5 illustrations to understand and promote accessibility

I spend 2 days with Marie Guillaumet , perfecting my knowledge around “Designing Accessible interfaces” (training in French). Marie is a very inspiring person and several of the metaphors she used to explain different aspects of accessibility and designing for disabled people stood out. I decided illustrated them for educational purposes and share them with you.

The rainbow of disabled people’s needs

It is sometimes complicated to explain the wide range of accessibility guidelines. Some guidelines help people with specific disabilities or assistive technologies. And someone are more generic. In the end, they are all part of a cohesive whole. And we need to follow them all to create websites accessible to many different people.

I really like Marie’s rainbow metaphor to explain this:

Cognitive, hearing, learning, mental, physical, Visual
Imagine the needs of disabled people as a rainbow. Each type of disability has specific needs. But together, all the accessibility adjustments create a cohesive whole. Accessibility guidelines and success criteria help ensure we forget nothing.

The A, AA and AAA mountain peaks to reach

A (single A), AA (double A) and AAA (triple A). Those are the 3 levels of WCAG compliance. And it is sometimes a bit tricky to explain to people, clients, which one they need to reach. How high should we aim, they ask. I love the metaphor of mountains and peaks that Marie uses.

Mountain with a A flag in the middle and a AA flag at the top. Behind there is a second mountain, with mist and a AAA flag
Picture accessibility compliance levels as mountains. The first peak to reach is AA. This includes both A and AA criteria. Behind it, in the mist, there is a larger peak, AAA. That one is not always completely reachable.

WCAG states that AAA (triple A) is not always achievable. Seeking that level of compliance at all costs is not mandatory. Or even recommended. But if you can, it’s awesome.

People first. Connect design decisions to disabled people’s needs

I am used to a “people first” approach in UX (user experience) design. We take design decisions, based on the needs of your users. For accessibility, its the same. Each criterion and guidelines aims to help a specific type of disability and group of people. While explaining the criteria, Marie made the connections with who those aim to help.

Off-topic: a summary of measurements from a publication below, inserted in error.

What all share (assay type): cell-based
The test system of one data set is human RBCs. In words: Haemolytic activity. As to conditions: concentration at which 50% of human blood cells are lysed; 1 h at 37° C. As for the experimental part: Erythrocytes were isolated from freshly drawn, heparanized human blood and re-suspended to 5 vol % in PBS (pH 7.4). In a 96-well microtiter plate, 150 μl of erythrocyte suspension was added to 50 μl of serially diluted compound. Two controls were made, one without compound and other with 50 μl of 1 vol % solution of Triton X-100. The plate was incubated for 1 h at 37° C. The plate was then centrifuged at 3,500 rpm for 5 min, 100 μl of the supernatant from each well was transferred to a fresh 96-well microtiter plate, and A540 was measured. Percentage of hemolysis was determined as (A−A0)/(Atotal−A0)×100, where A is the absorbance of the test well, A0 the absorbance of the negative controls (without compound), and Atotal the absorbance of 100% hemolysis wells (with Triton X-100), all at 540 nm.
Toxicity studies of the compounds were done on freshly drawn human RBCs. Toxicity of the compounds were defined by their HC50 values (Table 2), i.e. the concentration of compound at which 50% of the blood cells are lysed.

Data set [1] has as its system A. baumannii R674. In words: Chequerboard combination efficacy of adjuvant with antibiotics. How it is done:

When promoting accessibility, framing design decisions around disabled people’s needs is very important . This helps explain the design choices. Helps make them more tangible. And I hope, that is also help stop seeing accessibility as a constraint. But rather a major important part of the designer’s work.

Vitruvian man (symbolising accessibility) in the middle of a big heart
People first. Connect design decisions to disabled people’s needs to put them in the center of the design process. “We need to provide XXX for people with this or that type of disability”.

Forms: give the rules of the game at the beginning

Forms are often a very frustrating part of websites for many users. This is where we often see a lot of usability problems during testing. Unfortunately, it is also often even worse for disabled people.

Follow Marie’s tip for forms:

A form, inside a board game. The form has red asterix that are explained at the top with a legend
A form is like a board game: you must explain the rules at the beginning, otherwise nobody can win. Display instructions at the beginning of your form, not at the end.

Here is an example. If you use an asterisk to mark mandatory fields, add a caption that explains this symbol. display that explanation before the first field. This helps visually impaired people who use a screen magnifier. They can understand what the symbol means, before they come across it.

Also, did you see what I just did? I explained to you the guideline, and the context of “who does this help”.

Accessibility, design and innovation: yes, it’s all compatible!

Unfortunately, accessibility is still often seen as a constraint for design teams. And an obstacle to creativity and even innovation. But, this is not at all the case! Let’s debunk a few myths.

A light bulb, an interfaces wireframe and the Vitruvian man with arrows around him showing iteration and progress
Accessibility is a key component of design. It is compatible with innovation. And less expensive if taken into account from the beginning. To do that, we need to understand the needs of disabled people. And anticipate the adjustments required. Then, we test, iterate and improve.

Conclusion

If you speak French, I highly recommend the Access42 training!

Marie connected the needs of disabled people with the accessibility guidelines. Each accessibility recommendation was contextualized. This helps a lot understand, but also remember the criteria. I will definitely use that to promote accessibility where I work. And push more recommendations. Finally, UX and accessibility have a lot in common in terms of practice. It all starts with understanding needs and uses.

During the training, we also prepared a “Design and accessibility” checklist. I will publish it soon (either here or in a dedicated article).

Illustrations usage

The images published here are not free of rights. You can nevertheless share them on social networks and public blogs.(as long as they are for non-commercial purposes). Please credit me as the author, and link to this article as the source. Please also remember to share them in an accessible way (direct text next to the image, alt attribute).

Get the images (Gdrive)

If you want to use them in presentations or for commercial purposes, please contact me first. You are not allowed to collect them for resale either (it seems logical but I prefer to specify).

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